This Person Ignored Work Texts On Vacation

This Person Ignored Work Texts On Vacation

Whether I’m on vacation or using a sick day, I like to think of my PTO as time when I’m being explicitly paid to NOT work. Like, on those days, relaxing is my job.

But unfortunately, too many bosses out there treat employees’ vacation time like any other work day. Even worse, some bosses take it as a personal offense if workers aren’t available at their beck and call — no matter how many months in advance their PTO was requested.

Recently, u/dogmom200 shared a story in r/Antiwork about their boss’s reaction after work texts during vacation time went unanswered, and their experience stirred up a lot of conversation.

They wrote, “Over the holidays, I was on vacation time for two weeks. I ignored the calls, texts, and emails from my boss. Now, I’m back and have a meeting with HR. I don’t even know what to say!”

After meeting with HR, they added an update to answer some questions and share what happened next. They wrote, “*UPDATE: I’m a junior employee with no company phone. HR says my boss feels ignored and was ‘worried about me’ since I didn’t respond while on vacation. He claims a third party had a question for me on December 22 (something that could have waited).”

Finally, they said, “They gave me a ‘verbal warning’ because my egomaniac boss feels this is not the first time I’ve been ‘insubordinate’ to him 🤦‍♀️. I’m already applying to new places as we speak.”

In the comments, people are sharing similar stories of bosses who simply can’t be bothered to respect peoples’ private time. One person wrote, “I once worked for a Fortune 100 company. SIX MONTHS before my vacation, I began notifying everyone of my upcoming two-week honeymoon and that I would be out and unavailable for those two weeks. I made sure that these notices were sent weekly along with my end-of-week reports to every division that I supported.”

Another person shared, “Had a district manager call me one time while I was on vacation about

Read More... Read More

FLDS Leader’s Son Said They Made Him Work Construction Unpaid As a Kid

  • A former FLDS cult member told Insider he was forced to work in construction as a child.
  • From the age of 14, he said he was operating heavy machinery at job sites around the country.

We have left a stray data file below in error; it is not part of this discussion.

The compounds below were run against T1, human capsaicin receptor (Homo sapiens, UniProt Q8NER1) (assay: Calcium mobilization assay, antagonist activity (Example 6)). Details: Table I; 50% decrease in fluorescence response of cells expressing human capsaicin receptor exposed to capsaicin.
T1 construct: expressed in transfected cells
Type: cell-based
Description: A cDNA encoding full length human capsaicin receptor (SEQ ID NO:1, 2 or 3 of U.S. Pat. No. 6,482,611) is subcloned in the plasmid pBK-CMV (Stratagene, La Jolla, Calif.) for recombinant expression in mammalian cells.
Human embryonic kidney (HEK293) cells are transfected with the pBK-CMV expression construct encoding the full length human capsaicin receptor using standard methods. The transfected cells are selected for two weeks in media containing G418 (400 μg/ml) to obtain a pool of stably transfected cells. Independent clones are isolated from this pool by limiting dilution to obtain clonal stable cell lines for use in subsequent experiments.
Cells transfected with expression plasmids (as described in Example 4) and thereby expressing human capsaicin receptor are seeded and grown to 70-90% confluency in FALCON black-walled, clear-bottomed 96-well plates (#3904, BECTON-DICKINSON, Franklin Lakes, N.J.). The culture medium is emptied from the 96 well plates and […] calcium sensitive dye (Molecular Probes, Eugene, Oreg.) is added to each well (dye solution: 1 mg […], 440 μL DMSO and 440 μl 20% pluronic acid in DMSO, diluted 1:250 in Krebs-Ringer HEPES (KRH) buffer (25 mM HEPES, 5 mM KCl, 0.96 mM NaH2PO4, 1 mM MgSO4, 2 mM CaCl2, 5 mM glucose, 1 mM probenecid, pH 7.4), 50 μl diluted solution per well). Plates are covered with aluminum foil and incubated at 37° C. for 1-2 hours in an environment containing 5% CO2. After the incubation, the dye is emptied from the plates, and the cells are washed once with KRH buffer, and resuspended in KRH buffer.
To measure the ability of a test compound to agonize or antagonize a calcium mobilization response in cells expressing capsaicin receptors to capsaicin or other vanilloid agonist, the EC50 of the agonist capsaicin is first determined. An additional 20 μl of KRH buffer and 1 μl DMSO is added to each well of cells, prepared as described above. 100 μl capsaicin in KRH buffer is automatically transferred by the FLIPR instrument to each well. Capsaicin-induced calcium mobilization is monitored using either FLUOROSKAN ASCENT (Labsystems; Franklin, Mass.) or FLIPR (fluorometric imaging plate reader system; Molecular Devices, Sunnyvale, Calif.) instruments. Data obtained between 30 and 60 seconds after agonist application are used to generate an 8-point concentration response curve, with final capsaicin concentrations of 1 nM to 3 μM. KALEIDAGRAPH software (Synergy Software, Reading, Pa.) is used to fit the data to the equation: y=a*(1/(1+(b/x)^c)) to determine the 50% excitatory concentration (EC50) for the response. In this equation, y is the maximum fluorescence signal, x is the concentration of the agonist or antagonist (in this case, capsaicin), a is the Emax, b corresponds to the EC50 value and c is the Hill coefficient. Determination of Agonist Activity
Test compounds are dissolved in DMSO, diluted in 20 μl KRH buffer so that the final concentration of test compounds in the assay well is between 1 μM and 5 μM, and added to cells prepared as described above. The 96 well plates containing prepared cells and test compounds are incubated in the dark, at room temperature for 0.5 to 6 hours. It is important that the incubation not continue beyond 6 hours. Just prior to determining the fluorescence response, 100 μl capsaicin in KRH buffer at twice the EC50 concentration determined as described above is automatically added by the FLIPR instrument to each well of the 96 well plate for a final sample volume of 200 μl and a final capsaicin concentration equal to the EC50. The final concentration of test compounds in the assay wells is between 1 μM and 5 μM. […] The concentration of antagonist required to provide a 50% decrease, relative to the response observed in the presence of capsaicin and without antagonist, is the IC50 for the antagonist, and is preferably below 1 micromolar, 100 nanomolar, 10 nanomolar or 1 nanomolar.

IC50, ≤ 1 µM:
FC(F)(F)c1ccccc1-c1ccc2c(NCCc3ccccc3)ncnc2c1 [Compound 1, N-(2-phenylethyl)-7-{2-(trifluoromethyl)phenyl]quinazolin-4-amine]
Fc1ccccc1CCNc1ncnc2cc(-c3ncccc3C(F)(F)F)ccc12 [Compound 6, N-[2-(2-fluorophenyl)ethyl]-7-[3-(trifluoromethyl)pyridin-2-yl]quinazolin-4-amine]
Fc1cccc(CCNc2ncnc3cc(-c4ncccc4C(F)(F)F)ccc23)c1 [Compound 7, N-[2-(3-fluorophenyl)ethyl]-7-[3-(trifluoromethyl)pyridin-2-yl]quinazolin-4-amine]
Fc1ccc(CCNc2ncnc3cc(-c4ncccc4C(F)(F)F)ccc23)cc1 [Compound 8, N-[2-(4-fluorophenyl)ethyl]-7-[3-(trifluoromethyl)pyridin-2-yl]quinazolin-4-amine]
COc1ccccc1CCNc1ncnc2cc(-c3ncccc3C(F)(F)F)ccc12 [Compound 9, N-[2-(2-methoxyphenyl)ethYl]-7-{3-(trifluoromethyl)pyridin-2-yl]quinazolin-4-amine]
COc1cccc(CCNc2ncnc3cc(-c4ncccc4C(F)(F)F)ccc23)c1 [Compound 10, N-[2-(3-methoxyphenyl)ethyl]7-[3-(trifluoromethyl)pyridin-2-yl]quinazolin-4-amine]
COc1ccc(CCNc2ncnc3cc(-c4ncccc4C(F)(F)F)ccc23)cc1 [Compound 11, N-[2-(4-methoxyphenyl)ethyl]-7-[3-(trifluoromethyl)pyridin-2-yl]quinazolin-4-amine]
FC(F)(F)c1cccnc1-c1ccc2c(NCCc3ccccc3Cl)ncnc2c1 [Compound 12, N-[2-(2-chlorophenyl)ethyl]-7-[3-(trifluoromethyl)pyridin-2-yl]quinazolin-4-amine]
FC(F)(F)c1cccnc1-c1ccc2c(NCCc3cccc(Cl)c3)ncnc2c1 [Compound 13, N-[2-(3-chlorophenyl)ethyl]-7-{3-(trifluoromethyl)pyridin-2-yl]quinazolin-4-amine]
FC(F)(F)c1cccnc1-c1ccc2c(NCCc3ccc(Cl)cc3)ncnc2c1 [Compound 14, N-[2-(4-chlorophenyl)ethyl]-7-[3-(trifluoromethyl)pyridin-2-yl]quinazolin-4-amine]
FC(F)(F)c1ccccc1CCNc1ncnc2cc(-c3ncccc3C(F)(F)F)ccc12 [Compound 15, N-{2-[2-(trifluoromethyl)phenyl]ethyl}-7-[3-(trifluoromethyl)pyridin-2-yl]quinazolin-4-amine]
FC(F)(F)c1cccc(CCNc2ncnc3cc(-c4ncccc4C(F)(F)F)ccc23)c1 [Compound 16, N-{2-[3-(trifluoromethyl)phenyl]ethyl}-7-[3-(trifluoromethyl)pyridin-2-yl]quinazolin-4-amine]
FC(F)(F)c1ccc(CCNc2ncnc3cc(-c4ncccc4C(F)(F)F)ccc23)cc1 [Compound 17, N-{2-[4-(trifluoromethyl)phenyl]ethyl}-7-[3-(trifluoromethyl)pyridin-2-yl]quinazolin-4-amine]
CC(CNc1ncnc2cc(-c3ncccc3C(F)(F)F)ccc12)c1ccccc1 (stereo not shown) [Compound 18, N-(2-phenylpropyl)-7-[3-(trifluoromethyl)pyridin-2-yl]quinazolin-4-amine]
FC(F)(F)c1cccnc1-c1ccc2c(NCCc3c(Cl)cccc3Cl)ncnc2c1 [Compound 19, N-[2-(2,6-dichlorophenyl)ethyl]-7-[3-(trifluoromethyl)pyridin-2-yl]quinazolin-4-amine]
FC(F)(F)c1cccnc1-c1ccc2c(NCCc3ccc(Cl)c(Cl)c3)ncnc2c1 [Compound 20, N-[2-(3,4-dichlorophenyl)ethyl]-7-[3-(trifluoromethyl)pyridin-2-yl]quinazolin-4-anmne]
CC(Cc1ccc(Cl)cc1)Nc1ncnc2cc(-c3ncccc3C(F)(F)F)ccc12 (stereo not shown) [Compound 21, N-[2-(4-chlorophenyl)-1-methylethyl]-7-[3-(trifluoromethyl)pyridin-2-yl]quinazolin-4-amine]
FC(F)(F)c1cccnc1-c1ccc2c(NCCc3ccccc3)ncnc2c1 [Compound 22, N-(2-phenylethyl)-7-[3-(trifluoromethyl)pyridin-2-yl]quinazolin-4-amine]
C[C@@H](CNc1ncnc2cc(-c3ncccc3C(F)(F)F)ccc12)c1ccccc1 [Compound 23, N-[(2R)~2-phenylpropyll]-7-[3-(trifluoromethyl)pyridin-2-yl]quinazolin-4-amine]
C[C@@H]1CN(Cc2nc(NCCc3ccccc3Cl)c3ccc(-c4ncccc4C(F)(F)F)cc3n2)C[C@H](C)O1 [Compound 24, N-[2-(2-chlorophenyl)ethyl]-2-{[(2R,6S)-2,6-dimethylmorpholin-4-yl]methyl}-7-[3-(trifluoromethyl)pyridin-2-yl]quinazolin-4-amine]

• He said companies with ties to FLDS were contracted to work at the build sites of major hotel chains.

When Wendell Jeffson was 14 years old, he said his father — a now-imprisoned leader of a polygamous cult — accused him and other teenage boys of wanting to have sex with some of his more than 70 wives.

That was four years before Jeffson, now 21, left the Fundamentalist Church of Later-Day Saints — a radical group that splintered off of the mainstream Mormon church 93 years ago. The Mormon church abandoned the practice of polygamy over a century ago and is not affiliated with FLDS.

Jeffson explained that in the FLDS, which is widely considered a cult, there was no talk of the “birds and the bees.”

The adolescent didn’t understand what he was being accused of, nor was it true, but the punishment stood regardless, he said.

Jeffson said that he and other boys who came under the ire of his father and cult leader, Warren Jeffs, were “cast out” of the massive FLDS ranch in Texas — which Jeffson said his father continued to control from his cell — and made to work for construction companies owned by members of the cult. 

Construction has been a popular business venture for many FLDS families in the Hilldale region of Utah — a church enclave — and beyond. Members of the church own and operate many such companies.

Jeffson said working long days off-the-books, often unpaid, the children who were sent to work for these companies operated heavy machinery on construction sites, building hotels and housing communities around the country in the 2010s.

Multiple outlets have reported about accusations of the use of child labor by companies linked to FLDS. In 2021, FLDS was ordered by the Department of Labor to pay nearly $1 million for violating child labor laws,

Read More... Read More